It’s Obama

CNN projectsthat Obama has exceeded the 2 118 needed for the Democratic party nomination, and as a result (assuming none of his super-delegates change their minds, which they can do) he will be the nominee, and quite possibly the next President of the United States. His nomination could have been expected since his March wins in 8 states consecutively, particularly Wisconsin on February 19, where his win was notable as he won a majority in a number of groups which usually back Clinton (namely Union members, people who earn under $50 000 per year, and self-identified Democrats). Narrow wins in Ohio and Texas and march 4 gave Clinton another life, although following her post Super Tuesday losses it was always going to be a marathon for Hillary to win, and a win that would involve relying on the super-delegates to push her over the limit (for readers who do not know too much about American politics, a good explanation of super-delegates and the Democratic Party primaries is here). To defy the will of the people and select Clinton as the nominee would have provoked a huge backlash from Obama supporters, so I always thought a superdelegte coup at the convention was very unlikely. However, this thin hope provided Clinton with an excuse to soldier on, turning the race into a marathon. By May 7, after loosing North Carolina, and winning Indiana by such a small margin as to make her win meaningless, the writing was on the wall for the Hillary Billary team. Tonight’s result, in the final states to vote, Montana (which Obama won) and South Dakota (where Clinton had a too little too late win) merely confirm what I and anyone else who closely followed the election expected to happen. Unbelievably, Clinton still refuses to concede defeat, burying her head in the sand, or perhaps the remote possibilitythat Michigan and Florida could re-vote, which probably may not be enough to save her.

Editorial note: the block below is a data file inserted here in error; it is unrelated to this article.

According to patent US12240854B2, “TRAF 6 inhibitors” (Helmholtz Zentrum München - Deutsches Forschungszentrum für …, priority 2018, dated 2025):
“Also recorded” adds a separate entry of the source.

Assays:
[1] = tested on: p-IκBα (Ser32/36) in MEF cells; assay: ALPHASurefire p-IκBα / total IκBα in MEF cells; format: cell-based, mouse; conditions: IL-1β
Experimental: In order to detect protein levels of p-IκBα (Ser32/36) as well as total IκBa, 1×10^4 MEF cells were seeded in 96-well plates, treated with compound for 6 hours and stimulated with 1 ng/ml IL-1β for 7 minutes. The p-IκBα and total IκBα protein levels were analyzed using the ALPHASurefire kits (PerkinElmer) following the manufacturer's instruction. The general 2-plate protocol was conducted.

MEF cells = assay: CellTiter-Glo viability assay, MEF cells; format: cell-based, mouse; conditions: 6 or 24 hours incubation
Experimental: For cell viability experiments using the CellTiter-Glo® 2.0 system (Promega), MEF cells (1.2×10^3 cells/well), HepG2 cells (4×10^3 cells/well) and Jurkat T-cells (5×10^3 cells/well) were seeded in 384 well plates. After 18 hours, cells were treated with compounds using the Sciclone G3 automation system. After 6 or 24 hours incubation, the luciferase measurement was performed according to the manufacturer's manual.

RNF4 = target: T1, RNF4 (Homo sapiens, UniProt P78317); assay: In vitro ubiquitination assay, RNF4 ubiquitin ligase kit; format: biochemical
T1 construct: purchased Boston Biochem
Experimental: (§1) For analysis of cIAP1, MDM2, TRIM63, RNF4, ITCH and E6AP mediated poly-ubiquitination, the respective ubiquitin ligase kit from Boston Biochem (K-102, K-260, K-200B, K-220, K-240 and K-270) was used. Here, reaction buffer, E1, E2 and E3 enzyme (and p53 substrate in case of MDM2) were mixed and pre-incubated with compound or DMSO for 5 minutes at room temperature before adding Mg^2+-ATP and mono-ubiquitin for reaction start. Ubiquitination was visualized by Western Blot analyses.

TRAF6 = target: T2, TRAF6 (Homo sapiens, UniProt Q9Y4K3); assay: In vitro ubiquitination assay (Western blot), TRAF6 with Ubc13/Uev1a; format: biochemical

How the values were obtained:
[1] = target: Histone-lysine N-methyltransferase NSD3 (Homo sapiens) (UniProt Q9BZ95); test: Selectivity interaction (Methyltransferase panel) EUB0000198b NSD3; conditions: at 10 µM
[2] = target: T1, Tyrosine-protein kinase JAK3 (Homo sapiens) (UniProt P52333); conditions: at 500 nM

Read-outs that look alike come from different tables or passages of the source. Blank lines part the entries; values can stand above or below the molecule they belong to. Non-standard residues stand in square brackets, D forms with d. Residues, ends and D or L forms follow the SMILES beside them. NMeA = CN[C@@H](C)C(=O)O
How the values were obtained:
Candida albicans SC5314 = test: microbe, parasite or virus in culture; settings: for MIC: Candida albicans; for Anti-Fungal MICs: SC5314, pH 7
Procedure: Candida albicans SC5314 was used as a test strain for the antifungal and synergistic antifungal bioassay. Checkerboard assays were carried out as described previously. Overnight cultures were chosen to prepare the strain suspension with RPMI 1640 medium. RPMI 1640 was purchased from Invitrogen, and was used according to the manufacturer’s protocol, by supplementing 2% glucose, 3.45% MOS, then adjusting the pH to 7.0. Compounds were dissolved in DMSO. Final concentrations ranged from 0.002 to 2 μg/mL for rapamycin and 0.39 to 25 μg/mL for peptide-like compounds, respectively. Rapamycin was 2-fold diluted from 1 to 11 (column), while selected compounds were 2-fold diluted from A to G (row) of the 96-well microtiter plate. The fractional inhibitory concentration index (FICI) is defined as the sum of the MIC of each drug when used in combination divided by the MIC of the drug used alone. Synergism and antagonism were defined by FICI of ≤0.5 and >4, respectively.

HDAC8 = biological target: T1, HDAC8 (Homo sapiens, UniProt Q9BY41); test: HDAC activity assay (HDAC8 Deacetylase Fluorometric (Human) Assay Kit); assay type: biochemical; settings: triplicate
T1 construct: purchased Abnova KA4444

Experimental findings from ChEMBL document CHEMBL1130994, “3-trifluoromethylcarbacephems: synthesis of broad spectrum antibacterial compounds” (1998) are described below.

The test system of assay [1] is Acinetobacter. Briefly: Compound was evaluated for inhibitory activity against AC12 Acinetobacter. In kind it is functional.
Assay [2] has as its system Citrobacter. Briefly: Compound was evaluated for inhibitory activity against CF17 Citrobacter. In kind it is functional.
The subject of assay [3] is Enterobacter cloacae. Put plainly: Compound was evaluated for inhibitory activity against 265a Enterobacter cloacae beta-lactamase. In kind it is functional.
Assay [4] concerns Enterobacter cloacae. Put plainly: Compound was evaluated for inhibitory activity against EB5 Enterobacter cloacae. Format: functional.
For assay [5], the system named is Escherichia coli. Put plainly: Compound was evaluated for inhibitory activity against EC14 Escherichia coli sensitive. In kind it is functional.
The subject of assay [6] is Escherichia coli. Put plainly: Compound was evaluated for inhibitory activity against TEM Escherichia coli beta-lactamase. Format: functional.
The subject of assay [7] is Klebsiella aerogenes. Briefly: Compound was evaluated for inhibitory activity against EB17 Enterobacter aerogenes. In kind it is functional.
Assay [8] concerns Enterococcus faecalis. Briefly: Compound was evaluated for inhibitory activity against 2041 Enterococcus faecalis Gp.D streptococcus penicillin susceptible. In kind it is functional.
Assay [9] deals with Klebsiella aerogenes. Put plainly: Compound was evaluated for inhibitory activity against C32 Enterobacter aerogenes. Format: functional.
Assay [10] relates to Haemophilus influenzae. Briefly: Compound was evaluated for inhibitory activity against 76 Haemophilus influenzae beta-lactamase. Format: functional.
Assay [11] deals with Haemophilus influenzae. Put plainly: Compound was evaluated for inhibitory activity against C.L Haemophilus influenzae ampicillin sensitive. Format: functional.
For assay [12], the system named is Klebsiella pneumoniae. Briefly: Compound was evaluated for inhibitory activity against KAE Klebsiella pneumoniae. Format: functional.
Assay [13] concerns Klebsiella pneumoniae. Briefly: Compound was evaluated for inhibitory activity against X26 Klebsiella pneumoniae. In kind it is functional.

I have mixed feelings on Obama’s win. Regardless of who won the nomination, I was always going to support McCain for president. And I have long been a strong supporter of McCain, having wanted to see him in the White House for a number of years now. Having to choose between Obama and Clinton for President would be a tough choice. On one hand, there is the big advantage of a person who got to the presidency on his own merits, instead of being married to the right husband. And as someone who believes in meritocracy, and does not like the US tradition of dynastic politics, I was somewhat concerned about Bush/Clinton/Bush/Clinton for 28 years, with the possibility of Jeff Bush or Chelsea Clinton to follow in future. And much as I hate to judge people on their race, the symbolism of a black President within a generation of segregation is significant. And as Andrew Sullivanpoints out, that an Obama Presidency would be huge boost to freedom in the war on terror, and to America’s soft power. Sullivan writes “if you wanted the crudest but most effective weapon against the demonization of America that fuels Islamist ideology, Obama’s face gets close. It proves them wrong about America is in ways no words can”.

However, much as I like the idea of a black President, who would tremendously boost America’s soft power and repair much of the damage to America’s image in the world, I have very serious reservations on his policies. I have already bloggedon his extreme position on abortion, which for me is a very important issue. Inexperience is another issue. With only four years in the Senate and no foreign policy or economic experience (or any executive experience whatsoever), he is considerably less experienced than George W. Bush was when he became President. As David Farrarpoints out on Kiwiblog, despite his rhetoric, he has the most left-wing voting record in the Senate (perhaps indicating close-mindedness), and promises an astonishing half a trillion dollar increase in annual federal government spending. And not only does he want to appease terrorists in Iraq and elsewhere, he has his very own terrorist links of his own to Bill Ayers, not to mention a pastor who describes the country Obama aspires to be president of as the “United States of KKK-A”. And not only will his Presidency be bad for America, his opposition to free trade deals means it will be bad for New Zealand as well. Although not much better can be said of Clinton, at least she is competent, and even if she has misguided and flawed policies, she an be trusted to do a competent job at the most basic task of Government, running the country. For that reason, much as I hate to see either as president, I would pick her over Obama.

Fortunately, the one good thing about his win, is that his extreme views could help McCain win in November.

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